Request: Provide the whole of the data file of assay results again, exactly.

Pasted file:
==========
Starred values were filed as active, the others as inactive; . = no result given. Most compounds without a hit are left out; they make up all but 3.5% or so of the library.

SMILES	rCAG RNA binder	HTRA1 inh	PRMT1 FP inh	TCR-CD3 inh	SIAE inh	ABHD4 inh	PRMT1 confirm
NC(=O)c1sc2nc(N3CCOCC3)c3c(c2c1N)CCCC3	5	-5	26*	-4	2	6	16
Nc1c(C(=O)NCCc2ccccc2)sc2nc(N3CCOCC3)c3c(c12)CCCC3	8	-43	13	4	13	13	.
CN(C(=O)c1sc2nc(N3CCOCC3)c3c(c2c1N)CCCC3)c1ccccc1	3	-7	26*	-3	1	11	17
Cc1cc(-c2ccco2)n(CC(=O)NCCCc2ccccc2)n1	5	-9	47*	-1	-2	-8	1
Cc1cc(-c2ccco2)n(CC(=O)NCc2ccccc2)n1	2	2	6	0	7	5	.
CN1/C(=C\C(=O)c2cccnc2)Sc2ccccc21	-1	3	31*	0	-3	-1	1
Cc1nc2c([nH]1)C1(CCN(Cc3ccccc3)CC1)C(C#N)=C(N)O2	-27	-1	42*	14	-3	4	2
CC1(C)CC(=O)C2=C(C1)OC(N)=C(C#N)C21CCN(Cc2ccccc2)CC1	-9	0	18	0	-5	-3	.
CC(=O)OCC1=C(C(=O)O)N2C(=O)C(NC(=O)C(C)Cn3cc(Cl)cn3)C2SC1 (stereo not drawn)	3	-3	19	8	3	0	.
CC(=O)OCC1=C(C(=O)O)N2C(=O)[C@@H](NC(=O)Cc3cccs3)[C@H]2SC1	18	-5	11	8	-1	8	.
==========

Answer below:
Starred values were filed as active, the others as inactive; . = no result given. Most compounds without a hit are left out; they make up all but 3.5% or so of the library.

SMILES	rCAG RNA binder	HTRA1 inh	PRMT1 FP inh	TCR-CD3 inh	SIAE inh	ABHD4 inh	PRMT1 confirm
NC(=O)c1sc2nc(N3CCOCC3)c3c(c2c1N)CCCC3	5	-5	26*	-4	2	6	16
Nc1c(C(=O)NCCc2ccccc2)sc2nc(N3CCOCC3)c3c(c12)CCCC3	8	-43	13	4	13	13	.
CN(C(=O)c1sc2nc(N3CCOCC3)c3c(c2c1N)CCCC3)c1ccccc1	3	-7	26*	-3	1	11	17
Cc1cc(-c2ccco2)n(CC(=O)NCCCc2ccccc2)n1	5	-9	47*	-1	-2	-8	1
Cc1cc(-c2ccco2)n(CC(=O)NCc2ccccc2)n1	2	2	6	0	7	5	.
CN1/C(=C\C(=O)c2cccnc2)Sc2ccccc21	-1	3	31*	0	-3	-1	1
Cc1nc2c([nH]1)C1(CCN(Cc3ccccc3)CC1)C(C#N)=C(N)O2	-27	-1	42*	14	-3	4	2
CC1(C)CC(=O)C2=C(C1)OC(N)=C(C#N)C21CCN(Cc2ccccc2)CC1	-9	0	18	0	-5	-3	.
CC(=O)OCC1=C(C(=O)O)N2C(=O)C(NC(=O)C(C)Cn3cc(Cl)cn3)C2SC1 (stereo not drawn)	3	-3	19	8	3	0	.
CC(=O)OCC1=C(C(=O)O)N2C(=O)[C@@H](NC(=O)Cc3cccs3)[C@H]2SC1	18	-5	11	8	-1	8	.